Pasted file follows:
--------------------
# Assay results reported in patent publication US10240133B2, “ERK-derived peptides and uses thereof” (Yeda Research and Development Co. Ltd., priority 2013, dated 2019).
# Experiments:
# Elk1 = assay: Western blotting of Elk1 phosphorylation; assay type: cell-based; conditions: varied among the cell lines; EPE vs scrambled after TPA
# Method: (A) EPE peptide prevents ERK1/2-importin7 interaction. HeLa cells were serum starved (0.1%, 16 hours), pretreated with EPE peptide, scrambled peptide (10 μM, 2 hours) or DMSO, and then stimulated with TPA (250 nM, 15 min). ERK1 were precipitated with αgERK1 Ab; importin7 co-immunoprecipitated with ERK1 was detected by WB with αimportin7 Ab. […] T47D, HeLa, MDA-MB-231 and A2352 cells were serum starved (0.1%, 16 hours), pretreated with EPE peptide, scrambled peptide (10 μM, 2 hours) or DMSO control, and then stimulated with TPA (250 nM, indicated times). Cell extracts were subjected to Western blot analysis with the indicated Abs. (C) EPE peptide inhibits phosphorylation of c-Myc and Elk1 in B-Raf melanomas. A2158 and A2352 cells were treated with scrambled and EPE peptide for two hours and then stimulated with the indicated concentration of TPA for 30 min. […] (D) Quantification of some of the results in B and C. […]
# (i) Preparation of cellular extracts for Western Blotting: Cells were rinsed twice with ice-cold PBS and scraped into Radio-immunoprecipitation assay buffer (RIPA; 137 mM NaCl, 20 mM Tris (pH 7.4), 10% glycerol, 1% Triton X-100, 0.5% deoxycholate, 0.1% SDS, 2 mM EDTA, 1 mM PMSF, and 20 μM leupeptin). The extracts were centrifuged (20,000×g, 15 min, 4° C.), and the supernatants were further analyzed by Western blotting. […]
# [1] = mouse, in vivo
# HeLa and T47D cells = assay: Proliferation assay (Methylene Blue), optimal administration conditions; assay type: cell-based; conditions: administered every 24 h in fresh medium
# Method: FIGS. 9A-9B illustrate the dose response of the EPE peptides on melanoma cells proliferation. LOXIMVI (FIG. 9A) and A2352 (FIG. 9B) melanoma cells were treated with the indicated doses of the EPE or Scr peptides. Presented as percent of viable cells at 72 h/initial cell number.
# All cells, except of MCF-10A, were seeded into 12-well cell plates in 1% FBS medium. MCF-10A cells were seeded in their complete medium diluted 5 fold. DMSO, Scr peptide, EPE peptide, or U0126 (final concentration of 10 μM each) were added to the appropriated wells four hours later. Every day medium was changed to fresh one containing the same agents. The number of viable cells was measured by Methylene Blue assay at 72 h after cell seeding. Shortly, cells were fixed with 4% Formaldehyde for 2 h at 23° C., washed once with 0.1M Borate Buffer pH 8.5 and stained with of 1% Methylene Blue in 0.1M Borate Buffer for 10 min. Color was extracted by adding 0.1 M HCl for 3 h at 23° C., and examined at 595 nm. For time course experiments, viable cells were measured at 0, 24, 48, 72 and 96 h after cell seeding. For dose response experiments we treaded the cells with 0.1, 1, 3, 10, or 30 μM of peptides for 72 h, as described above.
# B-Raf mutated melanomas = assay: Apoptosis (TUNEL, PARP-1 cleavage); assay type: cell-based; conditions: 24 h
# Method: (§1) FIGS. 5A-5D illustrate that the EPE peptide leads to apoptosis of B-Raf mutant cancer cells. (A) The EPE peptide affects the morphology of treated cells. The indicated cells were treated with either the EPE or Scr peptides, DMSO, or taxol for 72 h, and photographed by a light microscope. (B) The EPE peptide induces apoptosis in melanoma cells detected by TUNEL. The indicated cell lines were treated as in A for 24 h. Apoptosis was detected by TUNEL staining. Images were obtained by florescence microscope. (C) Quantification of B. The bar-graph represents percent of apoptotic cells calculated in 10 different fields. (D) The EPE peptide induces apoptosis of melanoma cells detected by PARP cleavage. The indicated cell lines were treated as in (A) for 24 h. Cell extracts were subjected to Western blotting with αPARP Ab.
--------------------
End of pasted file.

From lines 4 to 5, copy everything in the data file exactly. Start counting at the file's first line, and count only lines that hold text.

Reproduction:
# Method: (A) EPE peptide prevents ERK1/2-importin7 interaction. HeLa cells were serum starved (0.1%, 16 hours), pretreated with EPE peptide, scrambled peptide (10 μM, 2 hours) or DMSO, and then stimulated with TPA (250 nM, 15 min). ERK1 were precipitated with αgERK1 Ab; importin7 co-immunoprecipitated with ERK1 was detected by WB with αimportin7 Ab. […] T47D, HeLa, MDA-MB-231 and A2352 cells were serum starved (0.1%, 16 hours), pretreated with EPE peptide, scrambled peptide (10 μM, 2 hours) or DMSO control, and then stimulated with TPA (250 nM, indicated times). Cell extracts were subjected to Western blot analysis with the indicated Abs. (C) EPE peptide inhibits phosphorylation of c-Myc and Elk1 in B-Raf melanomas. A2158 and A2352 cells were treated with scrambled and EPE peptide for two hours and then stimulated with the indicated concentration of TPA for 30 min. […] (D) Quantification of some of the results in B and C. […]
# (i) Preparation of cellular extracts for Western Blotting: Cells were rinsed twice with ice-cold PBS and scraped into Radio-immunoprecipitation assay buffer (RIPA; 137 mM NaCl, 20 mM Tris (pH 7.4), 10% glycerol, 1% Triton X-100, 0.5% deoxycholate, 0.1% SDS, 2 mM EDTA, 1 mM PMSF, and 20 μM leupeptin). The extracts were centrifuged (20,000×g, 15 min, 4° C.), and the supernatants were further analyzed by Western blotting. […]